In Arizona, there is a sign on the road from Nogales to Tucson that lists miles to go in kilometers, just to make all those students (including me) who despised the metric system in high school must do math while driving. When you think about signs that should be changed, however, the worst are those found all across the country where someone had no idea how to spell the word: SCHOOL. Look them up. Everything from SKOOL to SCOOL to SCHOL has been painted on America’s roads…which is actually far more scary than funny.


In North Carolina a man was arrested for not returning a VHS tape that he’d obviously really loved, considering he’d had it for the past fourteen years. Police pulled his car over for a busted taillight and when the officers pulled up his license they found the warrant issued in 2002. The charge? Failure to return hired property. No movie is worth all this silliness.


And let’s not forget a past headline featuring an alligator that was thrown through a drive-up window in Florida. Gator is fine, thankfully. But not only must you feel upset for the poor gator because he probably thought his loved ones had become part of the menu, but also because he had to be in a fast food joint smelling that crap instead of having a lovely jungle dinner with his female counterpart.

Girl Scouts, Arizona, North Carolina

Television host Jon Stewart reacts during a taping of “The Daily Show with Jon Stewart,” in New York, on Wednesday Nov. 30, 2011. (AP Photo/Brad Barket)

With all the tragedy in this world today, it is becoming clearer that Jon Stewart’s ability and talent to make us all laugh was and is necessary. Humor has a way of making the brighter spots in life rise above the hideous crimes people are choosing to commit in this day and age. So, as the politics and painful news continues, here’s some advice. Take a moment to laugh at least once a day. We all need it.


Source:  Baret News

Alexander’s Candor!


Bridgette Alexander, The “Southern Gothic” Interview, with Kam Williams, 19th Century French Art HistorianBridgette Alexander
The “Southern Gothic” Interview

with Kam Williams

Alexander’s Candor!

Born in Chicago, Illinois on September 21, 1965, Bridgette R Alexander is a 19th Century French Art Historian specializing in the racial and sexuality construction during the development of modern Parisian culture, singling out one artist, Edouard Manet, for deeper focus. She’s also an independent curator and an art advisor.

Over a twenty-year period, Bridgette devoted her attention to the art worlds of New York City, Paris and Berlin, parlaying that experience into a second career as the author of a young adult book series, the Celine Caldwell Mysteries. Here, she talks about her latest novel. “Southern Gothic.”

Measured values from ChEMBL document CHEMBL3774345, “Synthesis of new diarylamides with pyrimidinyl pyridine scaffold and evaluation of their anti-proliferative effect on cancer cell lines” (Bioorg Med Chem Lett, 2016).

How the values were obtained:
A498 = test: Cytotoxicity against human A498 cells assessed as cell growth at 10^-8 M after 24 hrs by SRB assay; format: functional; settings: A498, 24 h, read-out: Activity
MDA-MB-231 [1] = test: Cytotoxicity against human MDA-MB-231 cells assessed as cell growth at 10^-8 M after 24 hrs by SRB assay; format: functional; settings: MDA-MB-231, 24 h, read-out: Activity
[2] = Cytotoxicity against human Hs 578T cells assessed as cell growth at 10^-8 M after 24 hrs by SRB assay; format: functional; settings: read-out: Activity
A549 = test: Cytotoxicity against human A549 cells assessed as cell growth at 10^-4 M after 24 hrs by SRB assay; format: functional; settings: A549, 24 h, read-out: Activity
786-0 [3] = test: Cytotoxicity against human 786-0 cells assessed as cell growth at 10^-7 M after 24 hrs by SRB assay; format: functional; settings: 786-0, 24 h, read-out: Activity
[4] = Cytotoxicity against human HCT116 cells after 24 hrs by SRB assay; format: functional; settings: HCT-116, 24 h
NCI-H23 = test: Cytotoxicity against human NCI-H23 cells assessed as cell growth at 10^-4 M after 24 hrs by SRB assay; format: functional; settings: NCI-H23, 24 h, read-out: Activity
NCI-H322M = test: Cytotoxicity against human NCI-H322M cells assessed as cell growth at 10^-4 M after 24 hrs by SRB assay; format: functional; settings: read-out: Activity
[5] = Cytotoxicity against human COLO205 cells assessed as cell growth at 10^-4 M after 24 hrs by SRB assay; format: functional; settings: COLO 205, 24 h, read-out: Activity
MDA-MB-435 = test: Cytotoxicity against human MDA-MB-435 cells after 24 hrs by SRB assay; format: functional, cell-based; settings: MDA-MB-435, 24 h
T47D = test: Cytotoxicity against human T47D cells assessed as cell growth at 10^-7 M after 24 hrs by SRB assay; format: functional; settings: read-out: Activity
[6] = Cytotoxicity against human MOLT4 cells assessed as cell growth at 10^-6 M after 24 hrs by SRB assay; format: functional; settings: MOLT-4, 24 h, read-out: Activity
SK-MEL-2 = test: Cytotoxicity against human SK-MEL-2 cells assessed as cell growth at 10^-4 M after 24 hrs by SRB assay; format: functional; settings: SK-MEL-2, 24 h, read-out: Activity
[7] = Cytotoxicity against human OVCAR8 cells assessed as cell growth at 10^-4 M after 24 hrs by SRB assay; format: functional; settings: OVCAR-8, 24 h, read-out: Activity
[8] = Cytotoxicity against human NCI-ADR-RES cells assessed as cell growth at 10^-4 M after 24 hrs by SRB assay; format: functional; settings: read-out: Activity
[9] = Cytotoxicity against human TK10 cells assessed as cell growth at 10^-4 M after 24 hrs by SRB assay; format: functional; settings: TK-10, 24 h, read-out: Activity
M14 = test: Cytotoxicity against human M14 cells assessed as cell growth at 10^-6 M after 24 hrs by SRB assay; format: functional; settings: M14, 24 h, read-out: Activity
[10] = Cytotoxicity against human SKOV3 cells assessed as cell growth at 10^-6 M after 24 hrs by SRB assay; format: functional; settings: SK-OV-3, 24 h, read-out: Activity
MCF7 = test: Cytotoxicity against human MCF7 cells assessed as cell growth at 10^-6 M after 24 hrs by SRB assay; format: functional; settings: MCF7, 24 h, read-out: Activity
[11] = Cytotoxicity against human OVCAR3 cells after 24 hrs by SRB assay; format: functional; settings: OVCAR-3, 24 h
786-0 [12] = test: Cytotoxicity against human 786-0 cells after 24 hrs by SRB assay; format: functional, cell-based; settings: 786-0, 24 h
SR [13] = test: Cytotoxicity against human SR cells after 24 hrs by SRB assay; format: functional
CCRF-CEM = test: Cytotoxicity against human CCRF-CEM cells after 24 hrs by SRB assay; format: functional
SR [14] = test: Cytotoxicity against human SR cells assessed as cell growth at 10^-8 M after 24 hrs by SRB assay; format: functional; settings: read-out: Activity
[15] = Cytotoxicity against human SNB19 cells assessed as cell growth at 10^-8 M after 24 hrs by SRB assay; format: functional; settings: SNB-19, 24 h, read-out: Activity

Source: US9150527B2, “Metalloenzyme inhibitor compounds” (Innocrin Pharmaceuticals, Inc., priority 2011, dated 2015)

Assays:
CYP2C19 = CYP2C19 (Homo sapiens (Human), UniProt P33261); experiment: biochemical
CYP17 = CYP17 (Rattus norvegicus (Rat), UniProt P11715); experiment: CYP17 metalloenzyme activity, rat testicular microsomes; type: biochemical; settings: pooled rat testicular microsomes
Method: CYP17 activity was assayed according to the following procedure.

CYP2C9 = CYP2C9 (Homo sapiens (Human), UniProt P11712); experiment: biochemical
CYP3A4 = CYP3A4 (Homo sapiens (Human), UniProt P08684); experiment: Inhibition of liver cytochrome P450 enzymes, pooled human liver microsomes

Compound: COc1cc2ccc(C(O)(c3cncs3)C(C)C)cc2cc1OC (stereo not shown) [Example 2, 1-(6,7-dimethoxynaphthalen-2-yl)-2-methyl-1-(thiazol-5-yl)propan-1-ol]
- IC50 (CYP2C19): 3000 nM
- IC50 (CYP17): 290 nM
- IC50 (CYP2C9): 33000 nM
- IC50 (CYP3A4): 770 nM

Kam Williams: Hi Bridgette, thanks for the interview.

Bridgette Alexander: Hi Kam, I am so pleased to talk with you.

KW: What whetted your interest in writing, what whetted your interest in art history, and how did you come to combine the two?

BA: When I started studying art history, I hoped to become an historian of ancient Egyptian art and an archaeologist. I’d spent most of my weekends as a teen at the Oriental Institute in the Education Department and in the archives reading and studying in an unofficial capacity with the Director of Education at that time. I would go to the Field Museum and study there as well. Much, much later, long after college, I returned to the Field Museum and taught Egyptian Hieroglyphics to groups of children as an overnight workshop. I’d teach them the Ancient Alphabet and then instruct them on creating their own cartouche with their names. And then we’d spend the night near, or sometimes for the daring ones, in an exhibit area of the tombs.

But, back to the point. It was much later when I changed my major to Modern Art. I was living in NYC and started studying at Columbia University. I learned I couldn’t actually major in ancient Egyptian art history in that department. I was taking a number of modern art courses, one particular course with Rosalind Krauss, and in her slide presentation of modern masterpieces she introduced the class to Edouard Manet’s Olympia, a painting of a reclining nude white woman and standing right next her a clothed black woman. After that course, I took about six more classes in modern art ranging from feminism to theoretical constructs in modernity and, each time, Manet’s painting kept coming back to me. It happened so often, I knew it was telling me something…something more than the mere analysis the professors were so brilliantly laying out. For one thing, I couldn’t understand why so much had been written and discussed about Olympia, Edouard Manet’s seminal work, a painting so important it is what led him to be known as the father of modern art. Thousands of gallons of ink have been spilled about that painting and yet not one, real, honest mention of the black woman standing in it. Years later, at the University of Chicago, I centered much of my graduate study around not only Manet and that painting, but around the life and world of the standing black woman, whose name was Laure, and around the thousands of African, Jewish and Arab female artists’ models in Paris during the Second Empire, which made up 60% of female artists’ models in Paris. I still want to write that story.